Since there is no cost to implement the policy, the return on investment is infinite. The costs of installing new distributed power plants are borne entirely by ratepayers who choose on their free will to invest in solar energy equipment. Since no property tax is currently being collected on solar energy equipment, and the equipment does not decrease the property’s tax basis, there will be no impact on the tax receipts for each jurisdiction or the state. This is common sense and has been proven successfully with the residential property tax exemption on solar energy equipment.
 
f) Identify specific costs associated with the policies or programs and who will bear these costs.
 
See 2(e) above.
 
g) Identify how the policies or programs will be fair, just, and reasonable across the general body of ratepayers.
The State’s utility company lobbyists have spread the myth that solar energy negatively impacts poorer ratepayers. A policy allowing PPAs allows people in all economic circumstances to choose the company from whom they buy energy, and manage their costs through long-term contracts that lock in the price of electricity, hedging against the effects of fluctuating fuel prices and general inflation.
The assertion made by utility company executives that distributed solar energy adoption shifts the grid maintenance cost burden onto other ratepayers has not been proven in other states where PPAs are legal and thriving. The argument is also disingenuous. The same argument would have to be made against individuals who choose to install energy efficient appliances and improve efficiency of their homes with better windows and insulation. Because those customers will use less electricity, they effectively pay less to use the same utility grid infrastructure, yet utility companies (and the FPSC) actively encourage energy efficiency through demand-side programs.
To lobby against distributed solar energy while encouraging general energy efficiency implies that utility companies’ efforts against customer owned solar generation are purely profit motivated. Customer and third-party owned solar energy systems present a threat to utility company profits, and have no proven negative impact on the general body of ratepayers in the short-, medium-, or long-term. In fact, distributed solar energy effectively helps people achieve the goal of using less utility electricity, something the utility companies publicly support.
The goal of this policy is to simply level the playing field and begin to move away from a model where it was previously impossible and impractical to have competition in the electricity generation market due to the capital costs involved with traditional power plants. For all practical purposes the State of Florida is decades away from solar energy becoming a sizable fraction of the fuel mix, but without strong action by state leaders and the FPSC, Florida will remain in the shadows of the booming national solar energy industry.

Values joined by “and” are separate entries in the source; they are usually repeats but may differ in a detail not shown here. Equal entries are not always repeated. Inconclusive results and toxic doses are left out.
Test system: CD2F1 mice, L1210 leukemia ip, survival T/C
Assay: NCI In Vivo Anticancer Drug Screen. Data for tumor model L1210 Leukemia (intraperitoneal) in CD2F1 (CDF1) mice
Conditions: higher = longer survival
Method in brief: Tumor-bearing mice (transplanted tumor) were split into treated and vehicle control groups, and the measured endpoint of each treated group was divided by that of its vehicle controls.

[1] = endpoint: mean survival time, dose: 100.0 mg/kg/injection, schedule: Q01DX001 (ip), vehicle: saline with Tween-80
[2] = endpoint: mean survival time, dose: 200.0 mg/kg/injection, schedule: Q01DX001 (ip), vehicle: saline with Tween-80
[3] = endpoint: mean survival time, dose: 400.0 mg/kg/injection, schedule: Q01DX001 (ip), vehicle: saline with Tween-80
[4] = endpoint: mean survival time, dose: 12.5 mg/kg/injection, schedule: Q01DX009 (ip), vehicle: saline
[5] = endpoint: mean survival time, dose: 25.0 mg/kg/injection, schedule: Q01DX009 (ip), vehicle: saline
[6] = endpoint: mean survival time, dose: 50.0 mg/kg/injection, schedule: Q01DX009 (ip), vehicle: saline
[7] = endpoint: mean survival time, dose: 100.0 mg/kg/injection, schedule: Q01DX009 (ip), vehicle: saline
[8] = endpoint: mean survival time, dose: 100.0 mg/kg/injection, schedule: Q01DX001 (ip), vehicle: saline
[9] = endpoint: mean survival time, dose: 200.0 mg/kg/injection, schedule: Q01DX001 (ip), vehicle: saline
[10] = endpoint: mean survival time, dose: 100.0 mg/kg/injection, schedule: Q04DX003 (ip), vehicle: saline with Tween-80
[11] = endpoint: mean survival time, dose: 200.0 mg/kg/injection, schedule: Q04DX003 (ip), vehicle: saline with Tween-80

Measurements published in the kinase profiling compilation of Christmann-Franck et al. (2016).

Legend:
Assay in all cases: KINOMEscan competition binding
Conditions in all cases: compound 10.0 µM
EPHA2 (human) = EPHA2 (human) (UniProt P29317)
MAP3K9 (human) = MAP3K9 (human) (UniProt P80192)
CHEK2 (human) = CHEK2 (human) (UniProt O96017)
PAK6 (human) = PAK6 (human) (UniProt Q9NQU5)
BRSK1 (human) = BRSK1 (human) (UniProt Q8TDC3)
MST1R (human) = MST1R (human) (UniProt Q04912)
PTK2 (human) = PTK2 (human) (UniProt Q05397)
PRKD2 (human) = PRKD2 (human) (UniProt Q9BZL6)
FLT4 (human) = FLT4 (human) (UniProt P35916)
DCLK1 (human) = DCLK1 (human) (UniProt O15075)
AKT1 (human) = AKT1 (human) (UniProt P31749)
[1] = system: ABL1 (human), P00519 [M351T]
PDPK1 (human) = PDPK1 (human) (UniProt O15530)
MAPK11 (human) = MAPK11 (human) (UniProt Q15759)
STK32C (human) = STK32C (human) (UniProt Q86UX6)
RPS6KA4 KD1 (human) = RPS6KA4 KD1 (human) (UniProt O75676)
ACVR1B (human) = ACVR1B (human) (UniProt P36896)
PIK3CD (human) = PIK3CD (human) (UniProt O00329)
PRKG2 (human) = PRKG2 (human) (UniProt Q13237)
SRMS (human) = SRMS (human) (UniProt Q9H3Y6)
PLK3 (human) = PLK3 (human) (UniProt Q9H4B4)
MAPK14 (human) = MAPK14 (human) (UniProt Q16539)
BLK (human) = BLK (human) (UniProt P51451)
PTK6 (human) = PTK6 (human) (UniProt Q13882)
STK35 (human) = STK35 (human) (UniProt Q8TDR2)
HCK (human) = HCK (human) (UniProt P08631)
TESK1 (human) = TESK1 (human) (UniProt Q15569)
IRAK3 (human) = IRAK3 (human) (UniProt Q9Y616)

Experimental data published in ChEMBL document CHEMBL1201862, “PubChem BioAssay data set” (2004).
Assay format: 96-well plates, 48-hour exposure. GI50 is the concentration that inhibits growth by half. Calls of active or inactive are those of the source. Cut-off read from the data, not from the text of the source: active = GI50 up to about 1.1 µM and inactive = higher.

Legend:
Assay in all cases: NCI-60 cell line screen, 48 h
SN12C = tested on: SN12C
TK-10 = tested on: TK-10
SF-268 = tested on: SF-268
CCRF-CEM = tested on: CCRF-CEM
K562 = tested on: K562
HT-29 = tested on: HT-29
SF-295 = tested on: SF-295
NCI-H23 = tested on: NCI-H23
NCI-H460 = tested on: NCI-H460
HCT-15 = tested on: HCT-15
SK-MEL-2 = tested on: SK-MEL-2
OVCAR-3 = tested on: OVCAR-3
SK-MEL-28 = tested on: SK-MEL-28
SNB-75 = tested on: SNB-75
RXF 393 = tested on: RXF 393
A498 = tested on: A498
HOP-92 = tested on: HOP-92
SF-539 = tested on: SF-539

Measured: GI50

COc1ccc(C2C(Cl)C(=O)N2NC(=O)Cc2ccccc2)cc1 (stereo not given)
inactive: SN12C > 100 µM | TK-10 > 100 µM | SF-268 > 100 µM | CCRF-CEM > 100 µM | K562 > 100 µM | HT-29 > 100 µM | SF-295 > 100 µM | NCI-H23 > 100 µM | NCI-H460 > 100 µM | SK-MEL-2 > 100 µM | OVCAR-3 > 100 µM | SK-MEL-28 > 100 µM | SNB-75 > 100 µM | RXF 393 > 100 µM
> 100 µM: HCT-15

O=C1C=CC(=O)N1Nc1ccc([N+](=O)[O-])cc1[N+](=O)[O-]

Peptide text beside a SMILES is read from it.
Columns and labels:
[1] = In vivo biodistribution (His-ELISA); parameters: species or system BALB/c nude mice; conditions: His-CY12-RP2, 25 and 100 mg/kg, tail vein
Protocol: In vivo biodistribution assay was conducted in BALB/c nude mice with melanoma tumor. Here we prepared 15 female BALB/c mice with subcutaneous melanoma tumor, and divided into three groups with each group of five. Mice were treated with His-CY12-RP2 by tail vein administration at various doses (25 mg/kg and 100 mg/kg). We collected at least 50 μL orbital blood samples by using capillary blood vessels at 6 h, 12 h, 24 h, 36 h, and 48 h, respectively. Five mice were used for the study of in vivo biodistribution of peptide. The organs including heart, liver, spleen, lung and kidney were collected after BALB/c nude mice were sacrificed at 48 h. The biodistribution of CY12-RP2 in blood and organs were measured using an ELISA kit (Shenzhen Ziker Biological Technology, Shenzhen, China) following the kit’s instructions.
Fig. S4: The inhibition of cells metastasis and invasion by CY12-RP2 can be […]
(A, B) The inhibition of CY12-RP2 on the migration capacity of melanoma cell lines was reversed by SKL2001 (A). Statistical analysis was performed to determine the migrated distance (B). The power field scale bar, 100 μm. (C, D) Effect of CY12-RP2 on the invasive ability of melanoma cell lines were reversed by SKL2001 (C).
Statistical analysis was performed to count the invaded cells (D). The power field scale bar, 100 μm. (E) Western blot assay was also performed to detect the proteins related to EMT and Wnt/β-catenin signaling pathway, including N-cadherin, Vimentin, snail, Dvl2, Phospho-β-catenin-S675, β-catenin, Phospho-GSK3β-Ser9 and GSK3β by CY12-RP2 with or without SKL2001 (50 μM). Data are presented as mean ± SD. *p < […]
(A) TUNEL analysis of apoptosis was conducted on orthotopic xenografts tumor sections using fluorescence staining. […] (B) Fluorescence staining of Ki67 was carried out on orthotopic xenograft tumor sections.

3. Are there any other policies or programs that could promote the development and deployment of solar energy systems in Florida? 

There are certainly many other programs that could be implemented, including a Renewable Portfolio Standard (RPS), Solar Renewable Energy Credits (SRECs), job training, and state rebates. However, these all come at a cost borne by taxpayers and ratepayers.
This questionnaire ignores the ancillary benefits of the proposed programs, focusing on the effect on utility ratepayers. There are far-reaching benefits for Floridians, especially in terms of jobs. The broader economic impact improving the climate for solar energy in Florida is incalculable. The potential for manufacturing, warehousing, distribution, and export of solar energy equipment and supplies is nascent. The ability for Florida companies (like mine) to become leaders in system design, engineering, and testing is palpable. Our unique experience with adverse weather and amply solar resources makes Florida the perfect place to live up to the moniker, “The Sunshine State.”
Sincerely,

Jason Szumlanski
Principal Solar Designer
Florida Solar Design Group
(239) 491-8010 office

License CVC56956